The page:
Sugar 'n' Spice – Weblog 4

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Corme, Galicia, Spain


43º 07’58 N

9º 10’94 W

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Camarinas, Galicia, Spain

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Monday 16th May. A mid morning start for a very pleasant sail 6 nm to the island of Ons (another nature reserve & another permit) where we anchored off the beach at Playa de Melide (Malide) for a coffee stop. It looked very pleasant, the island was lower than the Cies, but it was not an overnight anchorage, so we continued, first motoring through a narrow channel between island, rocks & a beacon then sailing again. A beat into the Ria Arosa, then the wind dropped & we threaded our way in shallow water between viveros (mussel rafts) & anchored behind Punta Cabreiron, Isla Toxa Grande. (13.4 nm)



The island, joined to the mainland by a bridge, sported hotels, & a golf course but the anchorage was a very peaceful spot with just a few passing fishing boats. As the tide dropped the mud flats became home to various gulls & waders, some sort of owl called in the trees around the golf course, & we think we heard a nightjar ‘churr’.

Tuesday 17th May. A very late morning start on a rising tide. Despite this we still touched something on the bottom once (the depth gauge read ·7 of a metre under the keel). As we cleared the shallows there was a glimpse of fins in the distance & we could sail. A beat. After about an hour the wind died so the engine went on until we reached our anchorage off Isla Cortegada, near Vilagarcia. 15 nm.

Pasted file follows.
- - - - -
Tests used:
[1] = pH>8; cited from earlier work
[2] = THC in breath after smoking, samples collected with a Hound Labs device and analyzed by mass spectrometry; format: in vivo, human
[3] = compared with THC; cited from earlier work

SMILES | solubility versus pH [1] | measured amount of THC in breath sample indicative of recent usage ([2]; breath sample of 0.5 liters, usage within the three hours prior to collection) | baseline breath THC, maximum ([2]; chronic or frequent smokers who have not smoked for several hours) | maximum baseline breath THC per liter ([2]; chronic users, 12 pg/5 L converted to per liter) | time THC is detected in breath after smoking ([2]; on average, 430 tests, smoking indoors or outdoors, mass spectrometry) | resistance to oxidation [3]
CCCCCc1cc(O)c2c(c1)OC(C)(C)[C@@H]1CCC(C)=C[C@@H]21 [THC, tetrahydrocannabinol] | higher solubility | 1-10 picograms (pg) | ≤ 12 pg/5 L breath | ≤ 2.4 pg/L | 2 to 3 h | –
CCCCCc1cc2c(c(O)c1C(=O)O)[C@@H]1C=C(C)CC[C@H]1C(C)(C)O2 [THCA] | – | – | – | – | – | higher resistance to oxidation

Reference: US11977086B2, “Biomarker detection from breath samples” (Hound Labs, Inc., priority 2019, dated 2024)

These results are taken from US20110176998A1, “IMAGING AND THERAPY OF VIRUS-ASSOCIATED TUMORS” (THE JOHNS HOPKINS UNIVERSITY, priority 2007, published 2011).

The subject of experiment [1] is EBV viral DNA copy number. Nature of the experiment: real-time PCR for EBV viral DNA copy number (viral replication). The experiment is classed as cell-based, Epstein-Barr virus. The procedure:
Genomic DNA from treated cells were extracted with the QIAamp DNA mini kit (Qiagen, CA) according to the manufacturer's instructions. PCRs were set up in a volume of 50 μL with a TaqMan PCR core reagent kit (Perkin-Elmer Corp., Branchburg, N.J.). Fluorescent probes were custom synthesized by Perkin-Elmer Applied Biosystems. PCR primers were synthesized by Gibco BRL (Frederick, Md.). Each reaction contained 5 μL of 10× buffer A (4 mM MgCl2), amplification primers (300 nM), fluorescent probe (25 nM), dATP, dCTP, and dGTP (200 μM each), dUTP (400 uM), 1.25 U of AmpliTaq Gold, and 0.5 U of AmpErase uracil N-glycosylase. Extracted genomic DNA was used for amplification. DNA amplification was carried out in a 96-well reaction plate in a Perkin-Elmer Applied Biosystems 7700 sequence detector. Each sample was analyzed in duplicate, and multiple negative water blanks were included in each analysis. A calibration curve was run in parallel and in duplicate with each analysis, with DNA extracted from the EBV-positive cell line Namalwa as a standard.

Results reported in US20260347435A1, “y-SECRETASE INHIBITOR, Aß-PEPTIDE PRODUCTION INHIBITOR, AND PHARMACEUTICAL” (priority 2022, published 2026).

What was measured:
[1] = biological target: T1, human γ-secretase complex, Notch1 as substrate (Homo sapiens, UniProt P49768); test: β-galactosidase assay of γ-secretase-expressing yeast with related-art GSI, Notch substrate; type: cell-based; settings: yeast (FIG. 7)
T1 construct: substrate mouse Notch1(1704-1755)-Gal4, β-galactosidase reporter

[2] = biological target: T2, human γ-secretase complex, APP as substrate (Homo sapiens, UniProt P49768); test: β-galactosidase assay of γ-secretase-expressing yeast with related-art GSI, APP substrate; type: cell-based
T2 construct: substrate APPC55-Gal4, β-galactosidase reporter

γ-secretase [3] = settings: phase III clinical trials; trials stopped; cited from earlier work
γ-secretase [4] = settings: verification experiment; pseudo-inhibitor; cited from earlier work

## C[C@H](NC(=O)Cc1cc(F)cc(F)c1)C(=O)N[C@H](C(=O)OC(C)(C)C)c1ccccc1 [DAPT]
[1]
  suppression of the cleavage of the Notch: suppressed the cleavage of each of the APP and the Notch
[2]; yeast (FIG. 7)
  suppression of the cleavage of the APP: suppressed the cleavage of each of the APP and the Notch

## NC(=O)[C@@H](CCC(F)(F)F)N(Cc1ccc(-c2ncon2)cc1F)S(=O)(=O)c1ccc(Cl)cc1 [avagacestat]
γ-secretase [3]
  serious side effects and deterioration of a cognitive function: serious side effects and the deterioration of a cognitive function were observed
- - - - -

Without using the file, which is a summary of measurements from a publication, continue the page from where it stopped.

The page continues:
Another nature reserve, another permit, & this time we went ashore & walked round it. It was a delightful wooded (oaks, firs & eucalyptus) island & the route was literally round the circumference, 3½ kms of fairly level walking. Back at the boat we decided to move to a quieter anchorage for the night, as just across the water fishing boats were moored & behind them on the waterfront were several restaurants.

So we backtracked 4½ nm to an anchorage we had used travelling south behind viveros at Punta Pineiro. We remembered it as ‘one fishing boat bay’ & sure enough there was a fishing boat in the same place. It was a glorious evening & made the ‘backtrack’ worthwhile, & a very peaceful night.



Wednesday 18th May. A prompt departure, the wind already starting to blow (as forecast) through the viveros to the marina at Vilagarcia. (4.4.nm).

Once moored we headed off to the rail station & the 20 min trip south to Pontevedra in the next ria. There is a low bridge to seaward of the town so although Sanxenxo was in the same ria we could not take Sugar ‘n’ Spice to Pontevedra from there. The river (Lerez) does a big loop round the town, we headed to the seaward end, only to find that the old town with its narrow streets, churches & crosses, fountains & columned squares, was a very small area on the other side of the loop.



Needless to say we did a lot of ups & downs, & did find a very pleasant lunch stop in the old town before heading back to the station for a train to Vilagarcia.